Macrophages are important targets for HIV-1 in vivo. Infected macrophages may serve as a reservoir for viral persistence and participate in person-to-person transmission and are central to the pathogenesis of brain, lung, and other end-organ disease in acquired immunodeficiency syndrome (AIDS).9-12 In addition, aberrant functions of both infected and uninfected macrophages have been implicated in pathogenesis.13-15 Macrophages express CCR5, which is used for entry by primary and prototype M-tropic R5 HIV-1 variants. Macrophages also express CXCR4, which mediates entry by some X4 and R5X4 primary isolates, although laboratory-adapted X4 strains are restricted in their ability to use macrophage CXCR4 for reasons that are not yet clear.16-18 However, relatively little is known about how the chemokine receptors are coupled to cellular signaling pathways in primary macrophages. Because the cellular signaling pathways activated through 7-transmembrane GPCRs may differ depending on the cell type,19 we have examined whether gp120 engagement of the chemokine receptors leads to activation signals in primary human macrophages. Recently we reported that Env activates several ion channels and elevates calcium in macrophages through CCR5 and CXCR4.20 In this study we examined the ability of chemokine receptor stimulation by gp120 to activate protein kinase pathways in primary macrophages, because protein phosphorylation is an important molecular mechanism by which extracellular signals produce biologic responses in cells. In addition, to address potential functional consequences of Env signaling in macrophages, we examined β-chemokine secretion after gp120 stimulation. Our studies show that HIV-1 gp120 activates the focal adhesion–related kinase Pyk2 in primary human macrophages via CCR5 and CXCR4, stimulates phosphorylation of p38 and c-Jun amino terminal kinase/stress-activated protein kinase (JNK/SAPK) MAPKs, and leads to β-chemokine secretion. These results help elucidate the pathways by which the chemokine receptors are linked in primary macrophages and provide insight into mechanisms by which HIV-1 may dysregulate macrophage functions and contribute to pathogenesis.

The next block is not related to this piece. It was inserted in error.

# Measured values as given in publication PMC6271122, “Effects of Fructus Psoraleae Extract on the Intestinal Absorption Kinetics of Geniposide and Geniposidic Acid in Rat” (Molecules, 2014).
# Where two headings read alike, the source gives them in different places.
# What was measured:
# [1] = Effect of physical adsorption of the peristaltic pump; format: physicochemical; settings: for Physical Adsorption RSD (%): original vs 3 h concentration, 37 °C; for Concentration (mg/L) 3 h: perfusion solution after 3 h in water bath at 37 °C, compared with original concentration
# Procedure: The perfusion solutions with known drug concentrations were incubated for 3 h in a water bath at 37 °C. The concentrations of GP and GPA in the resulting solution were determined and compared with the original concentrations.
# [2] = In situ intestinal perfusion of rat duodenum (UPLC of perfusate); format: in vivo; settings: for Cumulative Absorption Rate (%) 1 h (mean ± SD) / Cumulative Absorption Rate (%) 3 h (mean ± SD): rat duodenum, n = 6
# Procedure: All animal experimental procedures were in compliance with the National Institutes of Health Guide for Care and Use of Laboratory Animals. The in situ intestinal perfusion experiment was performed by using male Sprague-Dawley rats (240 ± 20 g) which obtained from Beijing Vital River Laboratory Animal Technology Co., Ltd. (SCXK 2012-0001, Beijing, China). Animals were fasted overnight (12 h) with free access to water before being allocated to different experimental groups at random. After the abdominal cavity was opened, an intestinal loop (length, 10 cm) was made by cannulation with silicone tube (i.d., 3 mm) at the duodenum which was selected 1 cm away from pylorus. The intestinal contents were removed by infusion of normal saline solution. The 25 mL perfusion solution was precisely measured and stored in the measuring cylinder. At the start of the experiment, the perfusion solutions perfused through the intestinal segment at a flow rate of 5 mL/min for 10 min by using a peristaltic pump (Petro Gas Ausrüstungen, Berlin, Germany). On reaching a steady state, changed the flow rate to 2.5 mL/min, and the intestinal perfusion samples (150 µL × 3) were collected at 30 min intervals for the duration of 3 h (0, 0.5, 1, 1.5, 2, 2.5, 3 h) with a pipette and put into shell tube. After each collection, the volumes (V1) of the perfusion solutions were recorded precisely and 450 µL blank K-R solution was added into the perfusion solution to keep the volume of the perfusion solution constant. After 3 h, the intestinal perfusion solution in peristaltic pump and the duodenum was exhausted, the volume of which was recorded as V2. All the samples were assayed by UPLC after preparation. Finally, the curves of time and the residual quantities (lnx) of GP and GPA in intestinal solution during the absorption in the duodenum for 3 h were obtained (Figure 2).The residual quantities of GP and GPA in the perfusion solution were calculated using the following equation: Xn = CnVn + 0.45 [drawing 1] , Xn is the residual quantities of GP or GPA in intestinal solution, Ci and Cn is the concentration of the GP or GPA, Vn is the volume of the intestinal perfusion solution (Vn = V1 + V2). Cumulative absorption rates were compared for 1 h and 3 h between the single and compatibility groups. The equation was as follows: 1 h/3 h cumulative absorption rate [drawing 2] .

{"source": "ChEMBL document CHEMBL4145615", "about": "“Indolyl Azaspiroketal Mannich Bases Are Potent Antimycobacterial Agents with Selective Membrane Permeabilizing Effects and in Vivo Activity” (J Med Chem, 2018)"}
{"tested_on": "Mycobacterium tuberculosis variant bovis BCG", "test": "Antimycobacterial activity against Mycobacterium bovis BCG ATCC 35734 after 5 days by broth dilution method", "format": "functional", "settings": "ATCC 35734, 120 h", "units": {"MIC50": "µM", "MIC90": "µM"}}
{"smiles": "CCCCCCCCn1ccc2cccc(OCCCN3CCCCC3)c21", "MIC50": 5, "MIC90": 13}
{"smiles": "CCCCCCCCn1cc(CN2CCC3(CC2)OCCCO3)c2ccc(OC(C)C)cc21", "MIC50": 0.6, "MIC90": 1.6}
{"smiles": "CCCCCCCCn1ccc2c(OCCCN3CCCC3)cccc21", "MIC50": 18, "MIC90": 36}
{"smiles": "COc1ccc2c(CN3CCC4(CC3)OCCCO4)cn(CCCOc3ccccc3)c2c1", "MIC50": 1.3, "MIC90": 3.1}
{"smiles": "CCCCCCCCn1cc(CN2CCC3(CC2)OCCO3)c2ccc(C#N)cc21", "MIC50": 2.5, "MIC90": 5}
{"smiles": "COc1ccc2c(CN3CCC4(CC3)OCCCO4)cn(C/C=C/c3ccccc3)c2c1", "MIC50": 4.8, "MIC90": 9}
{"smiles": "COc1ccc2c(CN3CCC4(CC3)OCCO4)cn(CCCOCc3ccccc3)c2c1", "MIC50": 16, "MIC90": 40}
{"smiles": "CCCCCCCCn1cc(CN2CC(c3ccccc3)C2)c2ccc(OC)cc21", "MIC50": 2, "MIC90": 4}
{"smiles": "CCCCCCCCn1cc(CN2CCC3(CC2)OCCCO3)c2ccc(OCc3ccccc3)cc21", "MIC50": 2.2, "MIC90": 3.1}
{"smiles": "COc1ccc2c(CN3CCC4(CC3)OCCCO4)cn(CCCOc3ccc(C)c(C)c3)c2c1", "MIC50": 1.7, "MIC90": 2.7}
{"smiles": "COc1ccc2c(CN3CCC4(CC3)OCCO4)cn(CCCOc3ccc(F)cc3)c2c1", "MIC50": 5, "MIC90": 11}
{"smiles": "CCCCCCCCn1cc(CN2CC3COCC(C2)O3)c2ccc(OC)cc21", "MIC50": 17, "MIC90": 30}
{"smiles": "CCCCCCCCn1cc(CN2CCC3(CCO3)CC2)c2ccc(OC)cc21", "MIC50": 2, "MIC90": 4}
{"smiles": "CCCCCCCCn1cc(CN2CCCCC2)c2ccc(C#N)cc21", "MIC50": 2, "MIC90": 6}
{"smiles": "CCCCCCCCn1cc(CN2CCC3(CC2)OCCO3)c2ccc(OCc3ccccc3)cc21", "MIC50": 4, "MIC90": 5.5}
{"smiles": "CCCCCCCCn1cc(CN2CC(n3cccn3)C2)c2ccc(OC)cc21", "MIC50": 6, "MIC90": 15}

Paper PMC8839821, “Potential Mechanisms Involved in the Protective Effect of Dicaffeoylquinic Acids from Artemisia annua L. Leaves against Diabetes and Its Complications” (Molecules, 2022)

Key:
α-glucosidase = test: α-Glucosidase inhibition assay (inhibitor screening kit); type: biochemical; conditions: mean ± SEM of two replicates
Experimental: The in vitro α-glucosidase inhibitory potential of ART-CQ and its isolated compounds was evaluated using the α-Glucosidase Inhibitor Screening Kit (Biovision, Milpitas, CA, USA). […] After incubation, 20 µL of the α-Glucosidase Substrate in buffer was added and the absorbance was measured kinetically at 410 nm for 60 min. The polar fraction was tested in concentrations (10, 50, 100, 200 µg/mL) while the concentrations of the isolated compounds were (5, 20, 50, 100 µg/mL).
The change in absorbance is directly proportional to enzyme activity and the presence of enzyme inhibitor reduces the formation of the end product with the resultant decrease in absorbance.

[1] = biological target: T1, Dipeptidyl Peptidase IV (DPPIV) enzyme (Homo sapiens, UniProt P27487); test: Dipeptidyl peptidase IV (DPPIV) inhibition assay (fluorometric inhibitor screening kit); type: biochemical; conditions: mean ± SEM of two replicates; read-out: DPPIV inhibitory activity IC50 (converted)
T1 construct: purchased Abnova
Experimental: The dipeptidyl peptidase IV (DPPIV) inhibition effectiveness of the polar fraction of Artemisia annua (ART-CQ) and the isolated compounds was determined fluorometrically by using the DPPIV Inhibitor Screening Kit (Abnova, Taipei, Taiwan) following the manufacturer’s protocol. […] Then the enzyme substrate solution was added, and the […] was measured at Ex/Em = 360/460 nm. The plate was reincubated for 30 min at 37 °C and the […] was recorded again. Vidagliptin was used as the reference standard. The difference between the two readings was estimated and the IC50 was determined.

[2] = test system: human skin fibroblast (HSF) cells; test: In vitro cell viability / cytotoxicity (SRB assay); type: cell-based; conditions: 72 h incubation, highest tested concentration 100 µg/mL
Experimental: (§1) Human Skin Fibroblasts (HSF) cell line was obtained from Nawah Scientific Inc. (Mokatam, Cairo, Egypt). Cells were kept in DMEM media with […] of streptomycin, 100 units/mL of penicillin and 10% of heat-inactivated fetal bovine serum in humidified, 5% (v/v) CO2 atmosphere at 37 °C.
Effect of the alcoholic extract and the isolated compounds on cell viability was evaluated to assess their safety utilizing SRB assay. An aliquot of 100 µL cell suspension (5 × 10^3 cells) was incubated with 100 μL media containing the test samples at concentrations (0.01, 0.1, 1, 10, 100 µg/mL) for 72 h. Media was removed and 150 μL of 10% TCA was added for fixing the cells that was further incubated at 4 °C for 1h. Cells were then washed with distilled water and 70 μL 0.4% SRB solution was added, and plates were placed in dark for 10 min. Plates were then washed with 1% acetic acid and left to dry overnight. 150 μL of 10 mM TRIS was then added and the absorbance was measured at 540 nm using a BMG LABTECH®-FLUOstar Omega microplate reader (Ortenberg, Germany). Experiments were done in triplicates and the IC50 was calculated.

Materials and methods

Primary human macrophages, Env glycoproteins, and chemokines

Monocytes were isolated from peripheral blood mononuclear cells of healthy donors by a 2-stage selective adherence procedure as previously described.21 Monocytes were plated at 5 × 105 cells/well in 24-well tissue culture plates and maintained in Dulbecco modified Eagle medium (DMEM) supplemented with 10% fetal bovine serum (FBS), 10% horse serum,l-glutamine (1 mM), penicillin (100 U/mL), and streptomycin (100 μg/mL), without exogenous cytokines or growth factors. Cells were cultured at 37°C under 5% CO2 for 1 week prior to study to allow differentiation into monocyte-derived macrophages (MDMs). Donors were screened for the CCR5 Δ32 mutation by polymerase chain reaction,22 and only donors homozygous for the wild-type allele were used for these studies, except for specified experiments in which CCR5-deficient macrophages were obtained from donors homozygous for the mutant allele.

Recombinant gp120 was produced as previously described23in 293T cells infected with gp120-expressing recombinant vaccinia viruses vCB28 (JRFL) or vSC60 (IIIB, BH8 clone) and was a generous gift of R. Doms (University of Pennsylvania). Supernatants were clarified by centrifugation and filtered (0.45 μm pore size). Virus was inactivated (0.1% Triton X-100) and gp120 was purified usingGalanthus nivalis lectin-coupled agarose beads (Vector Labs, Burlingame, CA) followed by protein concentration and buffer exchange. Env integrity was confirmed by Western blot with a rabbit polyclonal antibody as described.23 Chemokines signaling was investigated with macrophage inflammatory protein-1β (MIP-1β) and stromal cell–derived factor-1α (SDF-1α) (Peprotech, Rocky Hill, NJ).

Cell treatment